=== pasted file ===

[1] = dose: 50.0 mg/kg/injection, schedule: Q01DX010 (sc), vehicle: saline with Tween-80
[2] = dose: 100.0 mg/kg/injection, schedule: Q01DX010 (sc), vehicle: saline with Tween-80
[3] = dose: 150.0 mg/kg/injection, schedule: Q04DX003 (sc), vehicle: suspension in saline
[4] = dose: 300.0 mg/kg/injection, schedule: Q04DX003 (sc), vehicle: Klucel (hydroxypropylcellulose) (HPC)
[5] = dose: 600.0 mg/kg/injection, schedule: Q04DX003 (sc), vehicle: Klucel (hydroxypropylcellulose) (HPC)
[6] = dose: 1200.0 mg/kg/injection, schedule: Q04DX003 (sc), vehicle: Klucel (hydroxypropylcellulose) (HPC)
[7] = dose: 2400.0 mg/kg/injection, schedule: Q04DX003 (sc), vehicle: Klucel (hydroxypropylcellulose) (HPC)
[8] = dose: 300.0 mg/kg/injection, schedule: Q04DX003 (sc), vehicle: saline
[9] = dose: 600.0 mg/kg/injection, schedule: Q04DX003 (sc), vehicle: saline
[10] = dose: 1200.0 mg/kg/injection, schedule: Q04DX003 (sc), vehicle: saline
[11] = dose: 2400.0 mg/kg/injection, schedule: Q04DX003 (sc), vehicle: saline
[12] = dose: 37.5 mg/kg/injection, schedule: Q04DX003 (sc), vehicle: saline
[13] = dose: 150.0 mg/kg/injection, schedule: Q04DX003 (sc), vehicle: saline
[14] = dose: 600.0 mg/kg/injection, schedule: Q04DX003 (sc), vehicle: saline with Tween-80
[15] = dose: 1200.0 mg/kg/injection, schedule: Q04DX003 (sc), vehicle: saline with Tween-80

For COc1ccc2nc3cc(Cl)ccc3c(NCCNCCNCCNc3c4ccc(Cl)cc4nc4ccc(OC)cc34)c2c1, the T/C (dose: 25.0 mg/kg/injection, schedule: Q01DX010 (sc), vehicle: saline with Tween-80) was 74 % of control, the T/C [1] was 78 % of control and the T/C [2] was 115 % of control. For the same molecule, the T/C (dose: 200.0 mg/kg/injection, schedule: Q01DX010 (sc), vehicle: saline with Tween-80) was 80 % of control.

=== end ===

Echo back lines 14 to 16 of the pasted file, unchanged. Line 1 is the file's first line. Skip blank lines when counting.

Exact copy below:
[14] = dose: 600.0 mg/kg/injection, schedule: Q04DX003 (sc), vehicle: saline with Tween-80
[15] = dose: 1200.0 mg/kg/injection, schedule: Q04DX003 (sc), vehicle: saline with Tween-80

For COc1ccc2nc3cc(Cl)ccc3c(NCCNCCNCCNc3c4ccc(Cl)cc4nc4ccc(OC)cc34)c2c1, the T/C (dose: 25.0 mg/kg/injection, schedule: Q01DX010 (sc), vehicle: saline with Tween-80) was 74 % of control, the T/C [1] was 78 % of control and the T/C [2] was 115 % of control. For the same molecule, the T/C (dose: 200.0 mg/kg/injection, schedule: Q01DX010 (sc), vehicle: saline with Tween-80) was 80 % of control.